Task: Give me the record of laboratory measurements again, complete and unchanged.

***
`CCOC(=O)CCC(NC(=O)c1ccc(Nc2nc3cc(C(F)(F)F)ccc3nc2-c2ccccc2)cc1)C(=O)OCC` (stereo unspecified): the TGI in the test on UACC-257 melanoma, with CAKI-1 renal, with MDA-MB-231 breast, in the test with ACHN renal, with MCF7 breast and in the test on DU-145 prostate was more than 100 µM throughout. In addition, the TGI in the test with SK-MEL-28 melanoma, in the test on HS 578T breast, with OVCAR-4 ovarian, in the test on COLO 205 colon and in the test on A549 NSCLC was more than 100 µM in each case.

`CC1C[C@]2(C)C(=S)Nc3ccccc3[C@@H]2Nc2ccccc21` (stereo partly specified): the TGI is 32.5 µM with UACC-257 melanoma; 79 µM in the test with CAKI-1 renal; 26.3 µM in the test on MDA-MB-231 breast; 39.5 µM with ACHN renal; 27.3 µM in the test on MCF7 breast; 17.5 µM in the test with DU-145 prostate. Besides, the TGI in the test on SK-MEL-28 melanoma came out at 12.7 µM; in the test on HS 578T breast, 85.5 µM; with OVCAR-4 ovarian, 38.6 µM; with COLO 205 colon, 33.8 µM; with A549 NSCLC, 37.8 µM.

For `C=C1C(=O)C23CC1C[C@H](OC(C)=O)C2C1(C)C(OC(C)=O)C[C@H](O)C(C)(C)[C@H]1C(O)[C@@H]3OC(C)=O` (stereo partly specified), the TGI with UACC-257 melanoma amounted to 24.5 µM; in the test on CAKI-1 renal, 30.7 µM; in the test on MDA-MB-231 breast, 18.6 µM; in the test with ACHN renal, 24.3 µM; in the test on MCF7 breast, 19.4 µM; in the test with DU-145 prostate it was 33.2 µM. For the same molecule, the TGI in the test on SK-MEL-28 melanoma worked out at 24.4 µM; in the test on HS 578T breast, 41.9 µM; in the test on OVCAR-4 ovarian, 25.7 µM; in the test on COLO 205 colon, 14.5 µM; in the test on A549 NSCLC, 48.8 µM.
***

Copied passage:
`CCOC(=O)CCC(NC(=O)c1ccc(Nc2nc3cc(C(F)(F)F)ccc3nc2-c2ccccc2)cc1)C(=O)OCC` (stereo unspecified): the TGI in the test on UACC-257 melanoma, with CAKI-1 renal, with MDA-MB-231 breast, in the test with ACHN renal, with MCF7 breast and in the test on DU-145 prostate was more than 100 µM throughout. In addition, the TGI in the test with SK-MEL-28 melanoma, in the test on HS 578T breast, with OVCAR-4 ovarian, in the test on COLO 205 colon and in the test on A549 NSCLC was more than 100 µM in each case.

`CC1C[C@]2(C)C(=S)Nc3ccccc3[C@@H]2Nc2ccccc21` (stereo partly specified): the TGI is 32.5 µM with UACC-257 melanoma; 79 µM in the test with CAKI-1 renal; 26.3 µM in the test on MDA-MB-231 breast; 39.5 µM with ACHN renal; 27.3 µM in the test on MCF7 breast; 17.5 µM in the test with DU-145 prostate. Besides, the TGI in the test on SK-MEL-28 melanoma came out at 12.7 µM; in the test on HS 578T breast, 85.5 µM; with OVCAR-4 ovarian, 38.6 µM; with COLO 205 colon, 33.8 µM; with A549 NSCLC, 37.8 µM.

For `C=C1C(=O)C23CC1C[C@H](OC(C)=O)C2C1(C)C(OC(C)=O)C[C@H](O)C(C)(C)[C@H]1C(O)[C@@H]3OC(C)=O` (stereo partly specified), the TGI with UACC-257 melanoma amounted to 24.5 µM; in the test on CAKI-1 renal, 30.7 µM; in the test on MDA-MB-231 breast, 18.6 µM; in the test with ACHN renal, 24.3 µM; in the test on MCF7 breast, 19.4 µM; in the test with DU-145 prostate it was 33.2 µM. For the same molecule, the TGI in the test on SK-MEL-28 melanoma worked out at 24.4 µM; in the test on HS 578T breast, 41.9 µM; in the test on OVCAR-4 ovarian, 25.7 µM; in the test on COLO 205 colon, 14.5 µM; in the test on A549 NSCLC, 48.8 µM.